Pay for public service chief executives decreases
20 November 2019
State Services Commissioner Peter Hughes has today published the State Services Commission’s Senior Pay Report for the 2018/19 financial year.
The Senior Pay Report discloses the total remuneration paid to State sector chief executives in the 2018/19 financial year, from 1 July 2018 to 30 June 2019. It is the fourth report published by Mr Hughes.
The average pay for public service chief executives increased 1.2% in 2018/19 compared with a 2.3% increase for chief executives in the broader public sector and 2.9% in the private sector.
Overall, however, the Commissioner’s conservative approach has resulted in the average salary package paid to public service chief executives decreasing 4.3% in 2018/19. The average salary package paid to public service chief executives in this year’s report is $478,000, compared with $500,000 in 2017/18 and down from $504,000 in 2016/17. This represents a 5.1% decrease since 2016/17.
This was achieved by:
appointing chief executives at the
lower end of the salary ranges
removing performance pay for public service chief executives
taking a conservative approach to reviews.
There are also fewer (down from three to one) chief executives being paid at the top end, above $650,000.
“In the 2017 senior pay report I said the upward trajectory of public service chief executive salaries, especially at the top end, was not sustainable and this needed to change,” said Mr Hughes.
“The net result over the last three years is a 5% decrease. We now have a better balance between being fair to individual chief executives, recognising the jobs they do, and being fair to the taxpayers who pay the bill.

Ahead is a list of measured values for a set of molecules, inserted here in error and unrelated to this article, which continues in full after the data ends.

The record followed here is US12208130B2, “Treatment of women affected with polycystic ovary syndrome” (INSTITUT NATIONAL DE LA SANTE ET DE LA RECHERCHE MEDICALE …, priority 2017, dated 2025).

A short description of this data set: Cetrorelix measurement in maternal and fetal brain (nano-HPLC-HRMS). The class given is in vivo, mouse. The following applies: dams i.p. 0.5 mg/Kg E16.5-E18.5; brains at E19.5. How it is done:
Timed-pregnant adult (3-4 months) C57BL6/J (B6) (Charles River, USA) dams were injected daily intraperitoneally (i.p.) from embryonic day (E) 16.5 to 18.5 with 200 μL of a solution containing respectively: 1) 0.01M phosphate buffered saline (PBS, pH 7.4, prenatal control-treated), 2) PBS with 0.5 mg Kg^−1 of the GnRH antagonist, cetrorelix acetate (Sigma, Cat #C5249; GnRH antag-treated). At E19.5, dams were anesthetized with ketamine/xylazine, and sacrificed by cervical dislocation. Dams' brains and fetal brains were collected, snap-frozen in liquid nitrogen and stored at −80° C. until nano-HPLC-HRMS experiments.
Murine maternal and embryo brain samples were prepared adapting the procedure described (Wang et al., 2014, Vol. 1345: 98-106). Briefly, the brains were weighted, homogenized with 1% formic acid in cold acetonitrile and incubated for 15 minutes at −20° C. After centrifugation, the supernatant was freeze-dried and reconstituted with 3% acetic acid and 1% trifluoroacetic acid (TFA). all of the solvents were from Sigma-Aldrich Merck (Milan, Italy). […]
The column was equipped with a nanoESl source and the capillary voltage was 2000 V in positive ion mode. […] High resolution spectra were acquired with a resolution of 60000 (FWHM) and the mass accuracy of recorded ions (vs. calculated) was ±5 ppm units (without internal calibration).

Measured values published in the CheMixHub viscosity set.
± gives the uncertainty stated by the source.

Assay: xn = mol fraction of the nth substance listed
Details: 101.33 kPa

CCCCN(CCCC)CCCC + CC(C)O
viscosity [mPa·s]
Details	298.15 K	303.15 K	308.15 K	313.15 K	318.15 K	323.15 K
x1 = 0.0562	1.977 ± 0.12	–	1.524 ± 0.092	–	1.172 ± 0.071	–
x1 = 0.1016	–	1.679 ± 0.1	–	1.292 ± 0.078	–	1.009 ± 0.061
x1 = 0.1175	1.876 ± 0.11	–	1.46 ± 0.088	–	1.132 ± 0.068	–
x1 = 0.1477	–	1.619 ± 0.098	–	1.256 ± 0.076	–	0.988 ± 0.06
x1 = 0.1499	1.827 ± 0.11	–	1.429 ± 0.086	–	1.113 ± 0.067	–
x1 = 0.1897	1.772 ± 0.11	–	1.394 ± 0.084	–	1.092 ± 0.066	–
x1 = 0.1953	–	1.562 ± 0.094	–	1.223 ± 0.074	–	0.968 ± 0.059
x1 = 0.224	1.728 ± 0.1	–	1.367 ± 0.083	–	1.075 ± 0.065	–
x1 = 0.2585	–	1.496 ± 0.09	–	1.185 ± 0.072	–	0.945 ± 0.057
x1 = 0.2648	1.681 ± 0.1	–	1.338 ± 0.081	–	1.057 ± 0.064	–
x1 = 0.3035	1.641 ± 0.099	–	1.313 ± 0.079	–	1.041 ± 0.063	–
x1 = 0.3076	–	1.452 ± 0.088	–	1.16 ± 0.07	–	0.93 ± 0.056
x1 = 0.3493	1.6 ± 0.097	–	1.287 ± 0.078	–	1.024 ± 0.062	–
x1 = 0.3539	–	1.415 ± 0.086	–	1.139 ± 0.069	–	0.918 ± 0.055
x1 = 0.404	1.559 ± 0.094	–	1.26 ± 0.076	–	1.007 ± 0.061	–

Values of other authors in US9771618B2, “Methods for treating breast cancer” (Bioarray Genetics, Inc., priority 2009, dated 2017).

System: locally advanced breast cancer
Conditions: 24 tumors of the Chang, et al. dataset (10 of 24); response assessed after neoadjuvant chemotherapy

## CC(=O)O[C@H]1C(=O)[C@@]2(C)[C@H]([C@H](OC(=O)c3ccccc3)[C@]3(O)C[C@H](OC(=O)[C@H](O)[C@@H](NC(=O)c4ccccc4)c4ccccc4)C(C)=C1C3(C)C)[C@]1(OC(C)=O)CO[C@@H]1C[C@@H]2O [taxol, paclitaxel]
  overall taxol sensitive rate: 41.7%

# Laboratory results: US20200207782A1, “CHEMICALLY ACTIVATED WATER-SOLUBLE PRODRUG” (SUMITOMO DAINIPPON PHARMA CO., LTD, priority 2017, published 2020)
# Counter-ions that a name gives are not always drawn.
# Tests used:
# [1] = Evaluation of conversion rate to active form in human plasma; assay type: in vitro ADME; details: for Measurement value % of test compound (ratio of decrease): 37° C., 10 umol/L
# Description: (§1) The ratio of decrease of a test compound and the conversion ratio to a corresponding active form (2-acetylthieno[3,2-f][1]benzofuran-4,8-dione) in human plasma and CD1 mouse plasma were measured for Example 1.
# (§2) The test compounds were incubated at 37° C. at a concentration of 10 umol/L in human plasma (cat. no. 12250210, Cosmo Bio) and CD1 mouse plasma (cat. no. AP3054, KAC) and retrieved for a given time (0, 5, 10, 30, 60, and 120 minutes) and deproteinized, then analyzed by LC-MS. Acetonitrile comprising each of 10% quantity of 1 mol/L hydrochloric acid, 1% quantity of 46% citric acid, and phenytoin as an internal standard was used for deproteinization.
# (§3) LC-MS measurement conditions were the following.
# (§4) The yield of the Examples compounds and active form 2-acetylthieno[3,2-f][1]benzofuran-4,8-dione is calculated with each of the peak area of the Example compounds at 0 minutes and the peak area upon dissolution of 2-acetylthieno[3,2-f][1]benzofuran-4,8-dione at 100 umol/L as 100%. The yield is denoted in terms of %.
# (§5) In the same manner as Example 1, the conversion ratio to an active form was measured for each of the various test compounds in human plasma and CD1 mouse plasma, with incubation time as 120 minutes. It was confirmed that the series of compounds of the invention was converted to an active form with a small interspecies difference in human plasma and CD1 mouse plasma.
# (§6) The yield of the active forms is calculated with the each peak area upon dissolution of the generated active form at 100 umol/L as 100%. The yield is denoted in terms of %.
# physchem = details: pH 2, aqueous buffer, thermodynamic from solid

“The decrease in the last 12 months is largely due to the removal of performance pay, but that is a lever I can only pull once. I intend to keep applying downward pressure on the rate of increase where I can but after three years of constraint it would be unrealistic to expect another decrease. I would expect modest average increases to occur each year, which is reasonable.”
Under changes to the Crown Entities Act, which came into effect on 31 October last year, the Commissioner has more oversight over the setting of salaries for Crown entity chief executives.
Before the changes came into effect, three Crown entity Boards implemented remuneration levels the Commissioner did not support.
“That won’t happen again,” said Mr Hughes. “I am working closely with Crown entity Boards to implement a conservative approach to chief executive remuneration, similar to what is now in place for public service chief executives.”
From now on, chief executive remuneration will be published quarterly on the Commission’s website, rather than annually. And the data is presented, also for the first time, in actual dollar figures rather than $10,000 bands.
“This means the data will be more up to date and more directly comparable, which increases transparency,” said Mr Hughes.